Business management

How ACF provides a unique financial model for UK start-ups

Assadaqaat Community Finance is a not-for-profit organisation based in Cardiff.

NatWest supports Assadaqaat Community Finance (ACF) to enable more women from Black and Minority Ethnic communities to consider entrepreneurship and self-employment as a viable option to bring their business ideas to reality.

In turn ACF has developed a unique and innovative financial model to provide a secure platform for benefactors to connect and support the start-ups through generous donations, known as ‘Assadaqaat’ and aims to transform the ‘beneficiaries of today’ into the ‘benefactors of tomorrow’.

We spoke to Akmal to discuss how this works.

What does your business, Assadaqaat Community Finance (ACF) do?

“We look at enterprise as a vehicle to financial empowerment. I found that a majority of mainstream financial institutions are not interested in this market sector due to the risk involved in dealing with the individuals from less privileged section of our society.

“We help people who are struggling day to day, doing multiple part-time jobs, and are keen to use their talents, skills and ideas to increase their household income; however, they do not know where to go, or where to get support to start their micro, small or medium enterprises/businesses. Access to information is a big barrier”.

Where did the idea for ACF come from?

“I worked in a global organisation in the corporate sector and during my travels, I noticed that our cities are generally split into two very distinct areas.  One part of the city is an affluent part, and the other part of the city is much less affluent. I used to wonder how this divide could be reduced or even eliminated. 

“Another area that influenced me was my lived experience in starting my own business after leaving my job. I learned about the various challenges I had to go through to start my own business and I often wondered about the many people who are struggling every day to get help to start their businesses. 

“I realised that access to finance was the biggest challenge for our communities. People were not very keen on interest-based finance especially at the micro, small and medium enterprise level. So, I began to explore how to remove the cost of finance from the equation.”

What was your big idea to address those issues?

“The answer I found were in the financial instruments used in Islamic finance where interest is prohibited.  

I looked specifically at Assadaqaat. It's an Arabic word for benevolence, philanthropy, generosity, and empathy. It’s about helping others and sharing prosperity. It is also a debt-free proposition.

“Although there are many benefactors who donate for cultural, societal, or religious reasons; there are many who donate in an ethical way to support social justice and fairness in our society.  So, we have used the principle of Assadaqaat to create a secure platform that connects ‘the haves’ of our society with ‘the ‘have-nots’.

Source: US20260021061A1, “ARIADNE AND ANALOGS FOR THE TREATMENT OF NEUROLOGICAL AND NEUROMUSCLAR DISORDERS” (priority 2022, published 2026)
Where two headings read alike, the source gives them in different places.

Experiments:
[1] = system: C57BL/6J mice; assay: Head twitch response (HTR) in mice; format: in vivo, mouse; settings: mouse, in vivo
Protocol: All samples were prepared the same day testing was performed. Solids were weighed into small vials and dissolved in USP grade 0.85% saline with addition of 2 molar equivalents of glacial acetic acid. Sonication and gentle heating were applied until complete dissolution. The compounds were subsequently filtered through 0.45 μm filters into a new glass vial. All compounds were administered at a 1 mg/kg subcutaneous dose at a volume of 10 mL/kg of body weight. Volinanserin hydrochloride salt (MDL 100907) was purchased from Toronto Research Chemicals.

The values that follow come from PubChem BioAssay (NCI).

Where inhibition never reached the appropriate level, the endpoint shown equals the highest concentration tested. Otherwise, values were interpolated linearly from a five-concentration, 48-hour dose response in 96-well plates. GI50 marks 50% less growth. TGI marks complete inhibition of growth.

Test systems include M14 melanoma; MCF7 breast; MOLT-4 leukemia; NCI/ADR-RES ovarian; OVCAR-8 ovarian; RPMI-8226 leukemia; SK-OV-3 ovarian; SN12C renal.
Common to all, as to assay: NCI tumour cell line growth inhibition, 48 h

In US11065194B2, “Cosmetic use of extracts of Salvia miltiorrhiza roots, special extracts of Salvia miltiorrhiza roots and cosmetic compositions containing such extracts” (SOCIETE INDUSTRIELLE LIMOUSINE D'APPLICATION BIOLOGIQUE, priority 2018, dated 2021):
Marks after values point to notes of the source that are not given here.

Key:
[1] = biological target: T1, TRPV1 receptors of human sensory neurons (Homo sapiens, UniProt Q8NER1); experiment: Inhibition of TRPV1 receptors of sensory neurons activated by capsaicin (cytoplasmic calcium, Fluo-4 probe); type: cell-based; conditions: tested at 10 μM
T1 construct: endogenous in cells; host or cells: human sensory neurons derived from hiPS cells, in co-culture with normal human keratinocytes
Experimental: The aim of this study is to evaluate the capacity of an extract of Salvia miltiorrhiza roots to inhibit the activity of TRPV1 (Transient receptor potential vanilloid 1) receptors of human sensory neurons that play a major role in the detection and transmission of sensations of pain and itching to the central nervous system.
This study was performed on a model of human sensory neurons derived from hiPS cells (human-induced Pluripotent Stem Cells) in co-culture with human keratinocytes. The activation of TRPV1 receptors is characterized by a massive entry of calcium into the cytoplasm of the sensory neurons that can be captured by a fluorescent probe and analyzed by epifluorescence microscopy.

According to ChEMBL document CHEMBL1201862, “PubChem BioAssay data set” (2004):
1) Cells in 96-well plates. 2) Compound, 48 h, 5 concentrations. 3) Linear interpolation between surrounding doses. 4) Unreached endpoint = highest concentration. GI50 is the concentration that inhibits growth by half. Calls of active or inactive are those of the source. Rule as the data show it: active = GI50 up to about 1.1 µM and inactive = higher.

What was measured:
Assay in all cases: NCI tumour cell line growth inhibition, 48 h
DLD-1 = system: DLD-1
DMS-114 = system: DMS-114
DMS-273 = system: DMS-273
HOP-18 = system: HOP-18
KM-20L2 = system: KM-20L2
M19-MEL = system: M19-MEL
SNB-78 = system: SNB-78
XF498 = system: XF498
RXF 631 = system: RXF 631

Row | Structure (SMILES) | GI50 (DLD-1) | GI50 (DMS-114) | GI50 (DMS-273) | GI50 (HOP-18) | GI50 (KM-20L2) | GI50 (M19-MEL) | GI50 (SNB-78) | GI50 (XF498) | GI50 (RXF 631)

“This financial initiative will provide the training, advice, mentoring, and interest- free finance to nurture and empower individuals, families and groups to cultivate economic opportunities for strong and inclusive growth.”

We aim to transform the ‘beneficiaries of today’ into the ‘benefactors of tomorrow

Akmal Hanuk
Founder of ACF

What is the future for ACF?

“From my point of view, ACF is a global proposition. Supporting our communities financially and by delivering social and economic measurable impacts is the hallmark of our ACF financial model. We call it the ‘The ACF Cycle of Prosperity’.  We have developed a cutting-edge platform, with our own algorithms, around the principles of financing with ‘no interest and no debt’. 

“The social justice and fairness required to overcome the socio-economic inequalities in all our communities are inherent in our financial model. We are therefore expanding; we started in Wales but we have now plans for other parts of UK and beyond. 

“We’ve also had international opportunities. We’ve delivered women’s entrepreneurship programmes in Ghana, Saudi Arabia, and Pakistan. These programmes have been supported by Cardiff University Business School, and the Welsh Government. We are hoping that more public, private and corporate organisations; as well as philanthropists, high net worth individuals, trusts and foundations will support us to scale up the programme nationally and internationally.”  

Talking to Akmal, the entrepreneur, what's your one tip for anybody who's in that place where they want to start a business to help their community?

“Just go for it! There is help and support available from organisations like ACF and NatWest who are committed to supporting our communities – empowering them with the skills, training, advice, mentoring and finance required to start, sustain and grow their businesses.” 

Untapped potential

Blessing Mutamba, Natwest Business Inclusion Manager said: “Collaborating with ACF has helped us to build trust in communities we work with. More importantly, ACF has provided valuable insight and guidance around how cultural and religious factors influence the ways EMBs may want to interact with financial services providers. 

“Within our overall strategy, ensuring positive interactions with our EMB communities is one of our main objectives so this partnership forms an integral part of how we embrace untapped potential”.

Visit the Global Entrepreneurship Week page to find out more and to see how NatWest could help your business grow visit our Entrepreneur Hub 

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